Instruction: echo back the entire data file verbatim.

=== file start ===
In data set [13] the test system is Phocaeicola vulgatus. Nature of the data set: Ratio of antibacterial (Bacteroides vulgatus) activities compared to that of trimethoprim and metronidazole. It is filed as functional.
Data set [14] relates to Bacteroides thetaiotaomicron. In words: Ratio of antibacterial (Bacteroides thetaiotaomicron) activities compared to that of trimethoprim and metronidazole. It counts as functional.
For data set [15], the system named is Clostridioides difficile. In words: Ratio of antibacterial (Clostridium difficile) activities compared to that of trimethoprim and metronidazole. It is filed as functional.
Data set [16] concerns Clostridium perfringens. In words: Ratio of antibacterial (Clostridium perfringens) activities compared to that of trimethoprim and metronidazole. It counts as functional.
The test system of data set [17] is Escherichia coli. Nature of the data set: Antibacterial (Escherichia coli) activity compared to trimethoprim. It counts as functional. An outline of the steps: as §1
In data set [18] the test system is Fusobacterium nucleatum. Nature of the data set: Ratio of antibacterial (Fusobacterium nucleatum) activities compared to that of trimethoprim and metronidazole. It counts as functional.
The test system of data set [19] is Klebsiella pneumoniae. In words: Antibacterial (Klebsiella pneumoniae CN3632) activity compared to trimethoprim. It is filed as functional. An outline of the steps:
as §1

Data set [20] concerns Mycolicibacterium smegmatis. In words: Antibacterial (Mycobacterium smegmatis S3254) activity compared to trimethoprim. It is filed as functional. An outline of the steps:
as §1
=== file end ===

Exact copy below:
In data set [13] the test system is Phocaeicola vulgatus. Nature of the data set: Ratio of antibacterial (Bacteroides vulgatus) activities compared to that of trimethoprim and metronidazole. It is filed as functional.
Data set [14] relates to Bacteroides thetaiotaomicron. In words: Ratio of antibacterial (Bacteroides thetaiotaomicron) activities compared to that of trimethoprim and metronidazole. It counts as functional.
For data set [15], the system named is Clostridioides difficile. In words: Ratio of antibacterial (Clostridium difficile) activities compared to that of trimethoprim and metronidazole. It is filed as functional.
Data set [16] concerns Clostridium perfringens. In words: Ratio of antibacterial (Clostridium perfringens) activities compared to that of trimethoprim and metronidazole. It counts as functional.
The test system of data set [17] is Escherichia coli. Nature of the data set: Antibacterial (Escherichia coli) activity compared to trimethoprim. It counts as functional. An outline of the steps: as §1
In data set [18] the test system is Fusobacterium nucleatum. Nature of the data set: Ratio of antibacterial (Fusobacterium nucleatum) activities compared to that of trimethoprim and metronidazole. It counts as functional.
The test system of data set [19] is Klebsiella pneumoniae. In words: Antibacterial (Klebsiella pneumoniae CN3632) activity compared to trimethoprim. It is filed as functional. An outline of the steps:
as §1

Data set [20] concerns Mycolicibacterium smegmatis. In words: Antibacterial (Mycobacterium smegmatis S3254) activity compared to trimethoprim. It is filed as functional. An outline of the steps:
as §1